When I am working with singers, my aim is to draw exciting performances from them that convince the audience. But no singer can give of their best if the conductor and director have conflicting viewpoints, so a positive relationship with the conductor is vital, and can be seen as providing the base of the rehearsal process.
When we are starting to rehearse together, I always say to the singers, ‘Tell me what is most important to you about the character and I’ll make it a central part of the production.’ This helps to establish the sense of partnership that is vital for the creative process.
Additionally, it seems clear to me that singers cannot convince if they are directed in a way that goes against text or music – unless there is a very good reason for doing so. So a thorough knowledge of the libretto and score on my part goes a long way to convincing artists of what I have in mind.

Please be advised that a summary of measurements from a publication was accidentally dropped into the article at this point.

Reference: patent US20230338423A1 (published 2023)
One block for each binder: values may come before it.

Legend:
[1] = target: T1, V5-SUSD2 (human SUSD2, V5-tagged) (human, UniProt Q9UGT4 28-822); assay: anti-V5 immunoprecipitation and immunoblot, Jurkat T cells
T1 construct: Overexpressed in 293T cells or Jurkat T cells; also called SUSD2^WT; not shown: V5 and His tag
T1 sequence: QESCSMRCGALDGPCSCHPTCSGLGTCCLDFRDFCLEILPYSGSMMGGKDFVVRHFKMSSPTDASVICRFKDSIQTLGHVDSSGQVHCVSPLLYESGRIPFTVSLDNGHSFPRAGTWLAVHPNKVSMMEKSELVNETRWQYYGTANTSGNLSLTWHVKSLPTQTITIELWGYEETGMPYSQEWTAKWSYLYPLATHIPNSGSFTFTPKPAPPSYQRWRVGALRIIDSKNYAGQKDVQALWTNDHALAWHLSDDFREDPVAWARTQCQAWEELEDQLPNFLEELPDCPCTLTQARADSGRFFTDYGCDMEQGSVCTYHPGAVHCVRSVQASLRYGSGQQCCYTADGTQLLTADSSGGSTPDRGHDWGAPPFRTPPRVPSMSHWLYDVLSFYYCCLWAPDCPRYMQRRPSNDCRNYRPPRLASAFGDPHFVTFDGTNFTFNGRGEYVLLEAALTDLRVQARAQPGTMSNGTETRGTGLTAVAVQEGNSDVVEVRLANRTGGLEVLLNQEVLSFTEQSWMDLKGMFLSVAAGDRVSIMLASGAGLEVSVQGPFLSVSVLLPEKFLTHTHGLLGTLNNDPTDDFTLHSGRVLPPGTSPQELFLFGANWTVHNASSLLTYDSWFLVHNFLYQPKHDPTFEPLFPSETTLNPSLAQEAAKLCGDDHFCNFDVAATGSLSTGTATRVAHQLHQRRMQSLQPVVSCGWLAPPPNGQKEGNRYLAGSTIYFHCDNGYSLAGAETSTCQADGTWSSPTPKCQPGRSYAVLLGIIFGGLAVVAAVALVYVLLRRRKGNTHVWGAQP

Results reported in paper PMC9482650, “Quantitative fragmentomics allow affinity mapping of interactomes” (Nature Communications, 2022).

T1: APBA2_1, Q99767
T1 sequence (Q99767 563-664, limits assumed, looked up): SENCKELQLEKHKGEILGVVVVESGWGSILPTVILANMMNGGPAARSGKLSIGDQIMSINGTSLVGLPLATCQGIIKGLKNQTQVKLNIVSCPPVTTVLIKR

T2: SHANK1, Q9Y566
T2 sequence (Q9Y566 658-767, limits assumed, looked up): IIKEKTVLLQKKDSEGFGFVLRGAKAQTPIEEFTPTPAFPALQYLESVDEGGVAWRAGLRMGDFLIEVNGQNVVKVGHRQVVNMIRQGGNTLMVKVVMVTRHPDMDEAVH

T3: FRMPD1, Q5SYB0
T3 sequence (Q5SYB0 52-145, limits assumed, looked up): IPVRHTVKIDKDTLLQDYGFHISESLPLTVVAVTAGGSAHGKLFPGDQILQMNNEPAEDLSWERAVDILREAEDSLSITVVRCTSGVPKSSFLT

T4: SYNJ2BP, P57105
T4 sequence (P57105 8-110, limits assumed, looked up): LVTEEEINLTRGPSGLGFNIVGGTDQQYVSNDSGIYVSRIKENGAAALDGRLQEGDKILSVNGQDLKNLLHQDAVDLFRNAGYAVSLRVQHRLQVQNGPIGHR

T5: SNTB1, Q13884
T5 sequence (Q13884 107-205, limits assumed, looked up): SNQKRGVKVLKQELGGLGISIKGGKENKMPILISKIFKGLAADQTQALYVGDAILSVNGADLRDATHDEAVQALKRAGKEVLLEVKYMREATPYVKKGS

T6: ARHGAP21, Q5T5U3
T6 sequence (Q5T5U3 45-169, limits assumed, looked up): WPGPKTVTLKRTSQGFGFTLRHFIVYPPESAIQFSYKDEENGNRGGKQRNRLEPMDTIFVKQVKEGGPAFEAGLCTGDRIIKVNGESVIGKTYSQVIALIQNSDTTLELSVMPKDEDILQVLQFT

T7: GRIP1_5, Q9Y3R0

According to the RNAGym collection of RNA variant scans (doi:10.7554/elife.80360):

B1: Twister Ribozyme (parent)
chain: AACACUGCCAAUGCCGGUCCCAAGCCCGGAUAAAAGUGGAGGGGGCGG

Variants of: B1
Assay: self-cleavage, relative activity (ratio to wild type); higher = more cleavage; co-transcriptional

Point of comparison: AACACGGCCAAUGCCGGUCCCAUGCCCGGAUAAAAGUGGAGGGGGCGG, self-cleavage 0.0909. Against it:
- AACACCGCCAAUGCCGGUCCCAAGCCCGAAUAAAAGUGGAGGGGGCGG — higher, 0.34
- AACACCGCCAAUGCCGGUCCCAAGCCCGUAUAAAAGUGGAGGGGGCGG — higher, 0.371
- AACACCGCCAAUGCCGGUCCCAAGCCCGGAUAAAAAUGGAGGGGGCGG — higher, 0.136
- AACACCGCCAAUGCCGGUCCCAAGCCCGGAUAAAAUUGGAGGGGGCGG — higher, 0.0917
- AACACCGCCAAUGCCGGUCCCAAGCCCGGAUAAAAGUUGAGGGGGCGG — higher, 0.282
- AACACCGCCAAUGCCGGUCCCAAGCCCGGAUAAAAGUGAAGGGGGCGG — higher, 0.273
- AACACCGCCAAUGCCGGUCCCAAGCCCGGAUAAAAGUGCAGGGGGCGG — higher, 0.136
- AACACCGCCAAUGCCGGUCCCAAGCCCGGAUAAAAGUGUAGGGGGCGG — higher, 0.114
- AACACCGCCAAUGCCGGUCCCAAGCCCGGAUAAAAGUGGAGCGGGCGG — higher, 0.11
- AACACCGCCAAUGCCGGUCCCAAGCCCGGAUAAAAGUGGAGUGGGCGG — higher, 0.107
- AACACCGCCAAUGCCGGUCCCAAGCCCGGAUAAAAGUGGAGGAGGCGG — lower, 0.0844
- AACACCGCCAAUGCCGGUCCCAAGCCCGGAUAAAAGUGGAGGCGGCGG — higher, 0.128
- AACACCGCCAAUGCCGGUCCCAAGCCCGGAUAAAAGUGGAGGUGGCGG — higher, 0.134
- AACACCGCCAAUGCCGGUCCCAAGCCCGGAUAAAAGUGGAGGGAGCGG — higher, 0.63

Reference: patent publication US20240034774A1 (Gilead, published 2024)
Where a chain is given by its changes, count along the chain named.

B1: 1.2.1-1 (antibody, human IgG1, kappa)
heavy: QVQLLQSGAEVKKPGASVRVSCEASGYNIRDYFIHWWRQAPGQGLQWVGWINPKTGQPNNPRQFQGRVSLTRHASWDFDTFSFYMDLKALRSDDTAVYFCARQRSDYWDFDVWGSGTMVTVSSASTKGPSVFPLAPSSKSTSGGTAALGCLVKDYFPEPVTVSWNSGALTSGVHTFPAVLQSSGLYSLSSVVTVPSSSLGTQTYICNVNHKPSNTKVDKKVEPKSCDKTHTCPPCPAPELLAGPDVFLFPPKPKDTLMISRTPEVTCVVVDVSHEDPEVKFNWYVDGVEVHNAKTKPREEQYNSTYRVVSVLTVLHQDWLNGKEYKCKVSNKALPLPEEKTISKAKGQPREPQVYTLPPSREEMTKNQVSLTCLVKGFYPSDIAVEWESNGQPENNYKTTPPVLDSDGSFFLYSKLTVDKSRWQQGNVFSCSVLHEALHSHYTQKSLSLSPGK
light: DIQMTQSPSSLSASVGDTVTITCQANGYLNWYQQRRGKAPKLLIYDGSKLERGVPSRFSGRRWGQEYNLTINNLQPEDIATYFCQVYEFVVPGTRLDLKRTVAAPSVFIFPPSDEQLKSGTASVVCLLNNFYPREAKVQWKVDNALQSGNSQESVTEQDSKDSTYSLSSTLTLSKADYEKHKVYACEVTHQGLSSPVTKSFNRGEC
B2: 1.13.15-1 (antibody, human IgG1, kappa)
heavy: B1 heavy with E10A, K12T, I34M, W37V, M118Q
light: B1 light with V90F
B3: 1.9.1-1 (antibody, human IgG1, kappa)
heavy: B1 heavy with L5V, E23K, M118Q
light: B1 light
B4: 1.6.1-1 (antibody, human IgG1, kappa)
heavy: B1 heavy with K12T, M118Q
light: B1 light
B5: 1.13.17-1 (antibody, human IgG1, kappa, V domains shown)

Having said that, sometimes a singer tells me that they are struggling with some aspect of the staging. I simply ask them to concentrate on whatever part of it resonates for them and then to try it entirely their way. Mostly this results in a breakthrough where they understand more clearly how my production can work for them – and in a way more importantly, I’ve understood more about what makes them feel right while in the rehearsal /creation process. This leads to one of the most important aspects of rehearsals, which is for me to find out what makes for the most productive experience for each artist.
Some performers love masses of detail within a very specific framework; others find this limiting and prefer less structure to the directing. When each singer has different needs, it gets complicated! But so far, my love and understanding of the piece on which we are working and deep respect for their art, has usually won the day.